Bricks have shaped our architecture, our cities and our lives for more than ten thousand years. Along with our evolution, we have seen brick transform from a mere building block into a dynamic resource that can be used to create masterpieces of architectural fantasy, pleasure, protection and status.

The oldest dating back to 8,300 BC, these colossal bricks from Jordan, resembling a contemporary loaf of bread, were fashioned from a mixture of earth, clay and water, dried in the sun and joined with a similar mixture.

Gympie Aquatic Recreation Centre, Liquid Blu Architects, Bowral 76 bricks in Chillingham White, photograph by Christopher Frederick Jones.

100 years later, in 7300 BC, Neolithic bricks from Jericho (Turkey) approached in dimensions our contemporary bricks at 400 x 150 x 100. Made from Varve clay, found on river beds and lakes, the material was composed of hydrated aluminum silicates. (A typical contemporary brick is made from a mixture of silica, alumina, lime, iron oxide, magnesia, sulfur trioxide, and water.) Jordan bricks are the oldest resembling our bricks, but there is ample evidence that bricks were being developed throughout Europe, North Africa and China around the same time.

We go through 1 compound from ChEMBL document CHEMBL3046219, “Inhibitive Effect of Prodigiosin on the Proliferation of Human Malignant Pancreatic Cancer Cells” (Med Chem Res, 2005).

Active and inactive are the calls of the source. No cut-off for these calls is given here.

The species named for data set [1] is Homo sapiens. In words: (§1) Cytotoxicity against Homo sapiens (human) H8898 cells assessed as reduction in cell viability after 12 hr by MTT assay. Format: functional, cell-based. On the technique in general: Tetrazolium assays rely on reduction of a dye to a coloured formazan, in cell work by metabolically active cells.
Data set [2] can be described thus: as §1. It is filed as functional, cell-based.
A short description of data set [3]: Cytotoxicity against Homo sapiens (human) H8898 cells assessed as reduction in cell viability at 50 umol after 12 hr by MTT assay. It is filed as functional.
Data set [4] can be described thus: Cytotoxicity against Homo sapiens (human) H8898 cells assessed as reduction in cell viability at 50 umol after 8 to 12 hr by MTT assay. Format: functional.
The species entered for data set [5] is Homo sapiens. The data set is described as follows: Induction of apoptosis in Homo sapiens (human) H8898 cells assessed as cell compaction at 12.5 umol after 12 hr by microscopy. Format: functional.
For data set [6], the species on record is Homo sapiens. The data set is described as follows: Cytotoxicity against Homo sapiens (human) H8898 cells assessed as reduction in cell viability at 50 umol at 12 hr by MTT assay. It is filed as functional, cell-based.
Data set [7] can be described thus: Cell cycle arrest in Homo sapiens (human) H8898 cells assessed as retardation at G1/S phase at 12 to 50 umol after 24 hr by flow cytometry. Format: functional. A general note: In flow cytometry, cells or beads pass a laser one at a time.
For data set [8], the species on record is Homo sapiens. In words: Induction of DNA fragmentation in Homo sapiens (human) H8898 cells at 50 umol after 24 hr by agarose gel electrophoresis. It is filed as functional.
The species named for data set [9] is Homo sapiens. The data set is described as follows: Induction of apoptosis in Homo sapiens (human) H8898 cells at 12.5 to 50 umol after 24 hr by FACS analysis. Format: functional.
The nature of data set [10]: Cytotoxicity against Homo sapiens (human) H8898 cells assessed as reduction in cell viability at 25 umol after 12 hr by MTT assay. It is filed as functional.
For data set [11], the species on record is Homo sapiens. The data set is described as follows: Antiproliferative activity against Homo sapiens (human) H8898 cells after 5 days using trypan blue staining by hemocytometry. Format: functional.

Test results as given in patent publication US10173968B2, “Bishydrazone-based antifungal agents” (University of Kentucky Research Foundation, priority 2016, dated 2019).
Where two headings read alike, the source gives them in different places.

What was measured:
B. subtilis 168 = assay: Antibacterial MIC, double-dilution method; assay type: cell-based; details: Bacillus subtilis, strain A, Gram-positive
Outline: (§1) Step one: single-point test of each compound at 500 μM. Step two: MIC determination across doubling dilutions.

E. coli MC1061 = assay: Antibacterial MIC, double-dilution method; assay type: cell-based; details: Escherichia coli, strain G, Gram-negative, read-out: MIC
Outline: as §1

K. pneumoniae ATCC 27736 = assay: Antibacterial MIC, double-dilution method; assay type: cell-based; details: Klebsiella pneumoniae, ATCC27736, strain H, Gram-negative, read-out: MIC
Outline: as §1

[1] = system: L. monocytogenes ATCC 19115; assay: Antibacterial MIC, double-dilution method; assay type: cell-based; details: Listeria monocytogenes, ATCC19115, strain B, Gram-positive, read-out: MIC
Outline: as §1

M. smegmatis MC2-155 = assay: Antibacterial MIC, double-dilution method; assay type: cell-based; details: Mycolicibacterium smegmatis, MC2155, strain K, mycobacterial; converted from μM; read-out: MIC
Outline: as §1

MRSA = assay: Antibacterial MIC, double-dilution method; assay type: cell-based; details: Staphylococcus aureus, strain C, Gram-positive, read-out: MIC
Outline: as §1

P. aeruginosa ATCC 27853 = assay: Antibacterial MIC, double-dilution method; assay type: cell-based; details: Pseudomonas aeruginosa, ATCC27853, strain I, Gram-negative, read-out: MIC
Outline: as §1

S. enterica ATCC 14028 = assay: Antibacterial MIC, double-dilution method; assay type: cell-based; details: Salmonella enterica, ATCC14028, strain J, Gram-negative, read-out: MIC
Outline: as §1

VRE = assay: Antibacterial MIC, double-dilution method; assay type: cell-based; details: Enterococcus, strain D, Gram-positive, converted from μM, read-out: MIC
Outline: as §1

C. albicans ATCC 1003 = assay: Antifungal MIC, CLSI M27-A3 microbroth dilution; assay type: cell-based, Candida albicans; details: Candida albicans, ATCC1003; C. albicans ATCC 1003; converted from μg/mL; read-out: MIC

Around 5900 BC. J.-C., wooden formwork was used, and from 3000 BC. BC, the Egyptians (who used a mixture of clay and straw for their first bricks) introduced moulds.

Bowral Bricks - 100 years
18 Loftus Street, Loftus Lane, Silvester Fuller, Bowral 76 bricks in Chillingham White, photography by Rory Gardiner and Thomas Walk.